Förster resonant energy transfer (FRET) measurements are widely used to obtain information about molecular interactions and conformations through the dependence of FRET efficiency on the proximity of donor and acceptor fluorophores. Fluorescence lifetime measurements can provide quantitative analysis of FRET efficiency and interacting population fraction. Many FRET experiments exploit the highly specific labelling of genetically expressed fluorescent proteins, applicable in live cells and organisms. Unfortunately, the typical assumption of fast randomization of fluorophore orientations in the analysis of fluorescence lifetime-based FRET readouts is not valid for fluorescent proteins due to their slow rotational mobility compared to their upper state lifetime. Here, previous analysis of effectively static isotropic distributions of fluorophore dipoles on FRET measurements is incorporated into new software for fitting donor emission decay profiles. Calculated FRET parameters, including molar population fractions, are compared for the analysis of simulated and experimental FRET data under the assumption of static and dynamic fluorophores and the intermediate regimes between fully dynamic and static fluorophores, and mixtures within FRET pairs, is explored. Finally, a method to correct the artefact resulting from fitting the emission from static FRET pairs with isotropic angular distributions to the (incorrect) typically assumed dynamic FRET decay model is presented.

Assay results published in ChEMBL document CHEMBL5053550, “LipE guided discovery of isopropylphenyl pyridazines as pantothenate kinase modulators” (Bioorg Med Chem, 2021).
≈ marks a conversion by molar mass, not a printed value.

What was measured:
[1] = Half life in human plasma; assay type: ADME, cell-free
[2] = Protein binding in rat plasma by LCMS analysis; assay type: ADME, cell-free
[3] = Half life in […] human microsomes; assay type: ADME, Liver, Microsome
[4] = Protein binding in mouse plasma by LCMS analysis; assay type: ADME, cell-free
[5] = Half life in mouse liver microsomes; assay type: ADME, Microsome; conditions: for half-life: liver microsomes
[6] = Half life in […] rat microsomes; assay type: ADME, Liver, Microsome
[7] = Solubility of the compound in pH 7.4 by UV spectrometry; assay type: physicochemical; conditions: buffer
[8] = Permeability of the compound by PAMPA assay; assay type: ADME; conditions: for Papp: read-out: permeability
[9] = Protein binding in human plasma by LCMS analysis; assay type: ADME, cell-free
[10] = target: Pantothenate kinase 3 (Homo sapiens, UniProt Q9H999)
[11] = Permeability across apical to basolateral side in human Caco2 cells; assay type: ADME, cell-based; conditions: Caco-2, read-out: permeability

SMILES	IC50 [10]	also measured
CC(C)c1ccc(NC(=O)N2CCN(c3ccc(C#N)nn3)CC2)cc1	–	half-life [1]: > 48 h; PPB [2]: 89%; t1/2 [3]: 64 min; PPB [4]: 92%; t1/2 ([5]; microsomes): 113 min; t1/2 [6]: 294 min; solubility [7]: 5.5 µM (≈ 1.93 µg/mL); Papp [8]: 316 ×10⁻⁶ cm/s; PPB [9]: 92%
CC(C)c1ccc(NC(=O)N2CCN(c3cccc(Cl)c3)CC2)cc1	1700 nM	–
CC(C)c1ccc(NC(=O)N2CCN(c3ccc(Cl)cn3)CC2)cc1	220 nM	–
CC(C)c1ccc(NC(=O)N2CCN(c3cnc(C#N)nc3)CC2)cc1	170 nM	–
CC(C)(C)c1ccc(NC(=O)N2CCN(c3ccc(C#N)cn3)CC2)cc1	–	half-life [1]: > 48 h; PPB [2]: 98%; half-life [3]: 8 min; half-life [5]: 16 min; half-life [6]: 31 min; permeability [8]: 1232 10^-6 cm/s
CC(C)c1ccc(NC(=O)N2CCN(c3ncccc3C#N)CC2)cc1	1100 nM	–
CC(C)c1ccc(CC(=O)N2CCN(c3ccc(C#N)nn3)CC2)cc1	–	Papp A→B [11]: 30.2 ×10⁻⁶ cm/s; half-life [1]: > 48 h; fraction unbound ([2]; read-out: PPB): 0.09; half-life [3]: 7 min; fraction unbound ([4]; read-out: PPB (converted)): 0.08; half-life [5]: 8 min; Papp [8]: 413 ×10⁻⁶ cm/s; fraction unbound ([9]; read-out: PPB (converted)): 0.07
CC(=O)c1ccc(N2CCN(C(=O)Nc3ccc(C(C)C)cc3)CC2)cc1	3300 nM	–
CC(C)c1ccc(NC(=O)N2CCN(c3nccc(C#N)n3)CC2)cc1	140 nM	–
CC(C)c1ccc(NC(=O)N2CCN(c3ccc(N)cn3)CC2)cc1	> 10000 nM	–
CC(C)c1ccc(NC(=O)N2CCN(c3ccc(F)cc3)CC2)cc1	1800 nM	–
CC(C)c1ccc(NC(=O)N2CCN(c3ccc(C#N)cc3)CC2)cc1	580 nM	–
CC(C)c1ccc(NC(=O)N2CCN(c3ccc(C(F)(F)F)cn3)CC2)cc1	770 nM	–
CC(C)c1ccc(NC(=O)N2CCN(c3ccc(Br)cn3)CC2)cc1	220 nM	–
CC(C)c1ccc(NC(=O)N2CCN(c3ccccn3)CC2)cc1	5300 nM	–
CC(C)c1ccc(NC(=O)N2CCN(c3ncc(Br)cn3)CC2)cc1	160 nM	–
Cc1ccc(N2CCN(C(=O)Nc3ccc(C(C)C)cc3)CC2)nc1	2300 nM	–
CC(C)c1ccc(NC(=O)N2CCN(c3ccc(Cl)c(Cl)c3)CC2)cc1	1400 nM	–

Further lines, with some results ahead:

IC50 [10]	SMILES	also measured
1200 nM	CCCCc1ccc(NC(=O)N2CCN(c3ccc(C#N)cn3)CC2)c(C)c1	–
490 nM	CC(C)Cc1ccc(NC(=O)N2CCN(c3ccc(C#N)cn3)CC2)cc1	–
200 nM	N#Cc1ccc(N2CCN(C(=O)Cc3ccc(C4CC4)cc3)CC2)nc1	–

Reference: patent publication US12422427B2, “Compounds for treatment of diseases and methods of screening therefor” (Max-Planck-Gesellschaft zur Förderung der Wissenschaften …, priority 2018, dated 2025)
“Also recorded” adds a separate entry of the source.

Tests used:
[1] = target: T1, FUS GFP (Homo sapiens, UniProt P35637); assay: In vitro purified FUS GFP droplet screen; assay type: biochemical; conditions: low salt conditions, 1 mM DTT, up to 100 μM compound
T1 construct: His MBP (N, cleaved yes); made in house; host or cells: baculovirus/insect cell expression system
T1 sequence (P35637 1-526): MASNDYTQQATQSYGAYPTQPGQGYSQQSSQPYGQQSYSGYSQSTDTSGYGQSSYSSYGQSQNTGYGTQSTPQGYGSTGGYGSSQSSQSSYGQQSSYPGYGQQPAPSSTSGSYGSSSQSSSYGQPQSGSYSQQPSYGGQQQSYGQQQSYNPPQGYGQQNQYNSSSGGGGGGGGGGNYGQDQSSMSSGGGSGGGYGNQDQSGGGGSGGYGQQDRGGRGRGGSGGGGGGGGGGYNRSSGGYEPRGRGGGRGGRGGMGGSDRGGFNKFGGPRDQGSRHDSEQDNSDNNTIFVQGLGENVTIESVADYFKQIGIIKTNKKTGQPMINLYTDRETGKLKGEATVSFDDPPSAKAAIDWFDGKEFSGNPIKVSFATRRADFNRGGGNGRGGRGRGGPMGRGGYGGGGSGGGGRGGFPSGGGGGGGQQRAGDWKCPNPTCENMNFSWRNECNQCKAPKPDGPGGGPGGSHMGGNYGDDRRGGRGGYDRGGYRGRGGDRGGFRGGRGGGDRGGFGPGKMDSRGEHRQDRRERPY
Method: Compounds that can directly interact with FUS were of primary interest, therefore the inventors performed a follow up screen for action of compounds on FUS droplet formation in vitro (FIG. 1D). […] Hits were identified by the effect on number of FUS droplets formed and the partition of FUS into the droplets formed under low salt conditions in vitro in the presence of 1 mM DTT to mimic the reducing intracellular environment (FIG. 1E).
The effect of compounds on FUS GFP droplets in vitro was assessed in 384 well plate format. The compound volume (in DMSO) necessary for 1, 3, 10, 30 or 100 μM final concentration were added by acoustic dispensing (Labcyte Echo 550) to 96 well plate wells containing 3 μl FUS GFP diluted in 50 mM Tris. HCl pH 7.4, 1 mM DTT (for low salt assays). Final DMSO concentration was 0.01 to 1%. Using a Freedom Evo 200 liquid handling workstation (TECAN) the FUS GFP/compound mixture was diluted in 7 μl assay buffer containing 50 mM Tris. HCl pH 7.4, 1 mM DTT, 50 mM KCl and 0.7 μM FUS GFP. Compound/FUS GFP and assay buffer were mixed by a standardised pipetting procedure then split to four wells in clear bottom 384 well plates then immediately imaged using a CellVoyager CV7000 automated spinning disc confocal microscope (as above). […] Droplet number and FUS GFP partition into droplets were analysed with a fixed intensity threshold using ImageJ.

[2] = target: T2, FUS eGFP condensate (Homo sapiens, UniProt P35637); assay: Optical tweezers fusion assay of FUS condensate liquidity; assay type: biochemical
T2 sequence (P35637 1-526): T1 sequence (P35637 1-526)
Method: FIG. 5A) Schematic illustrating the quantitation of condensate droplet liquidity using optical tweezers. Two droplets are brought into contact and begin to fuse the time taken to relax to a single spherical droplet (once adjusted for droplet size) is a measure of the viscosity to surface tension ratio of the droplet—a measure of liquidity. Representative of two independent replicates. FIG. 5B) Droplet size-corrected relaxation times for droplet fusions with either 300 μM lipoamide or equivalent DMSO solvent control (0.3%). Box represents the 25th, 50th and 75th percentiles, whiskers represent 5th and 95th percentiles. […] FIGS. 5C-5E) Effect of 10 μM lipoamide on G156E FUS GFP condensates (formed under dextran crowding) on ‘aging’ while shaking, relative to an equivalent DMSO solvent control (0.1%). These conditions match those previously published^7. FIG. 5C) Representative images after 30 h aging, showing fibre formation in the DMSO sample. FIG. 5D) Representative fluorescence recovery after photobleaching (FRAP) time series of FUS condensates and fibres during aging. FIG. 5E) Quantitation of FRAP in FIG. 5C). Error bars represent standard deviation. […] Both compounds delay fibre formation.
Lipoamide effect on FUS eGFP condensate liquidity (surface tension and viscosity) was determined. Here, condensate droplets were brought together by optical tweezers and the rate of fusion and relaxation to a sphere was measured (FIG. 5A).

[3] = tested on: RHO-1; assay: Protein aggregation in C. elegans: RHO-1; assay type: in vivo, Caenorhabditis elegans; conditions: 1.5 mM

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- Förster resonant energy transfer (FRET)
- Fluorescent proteins
- Molecular dynamics
- Protein-protein interactions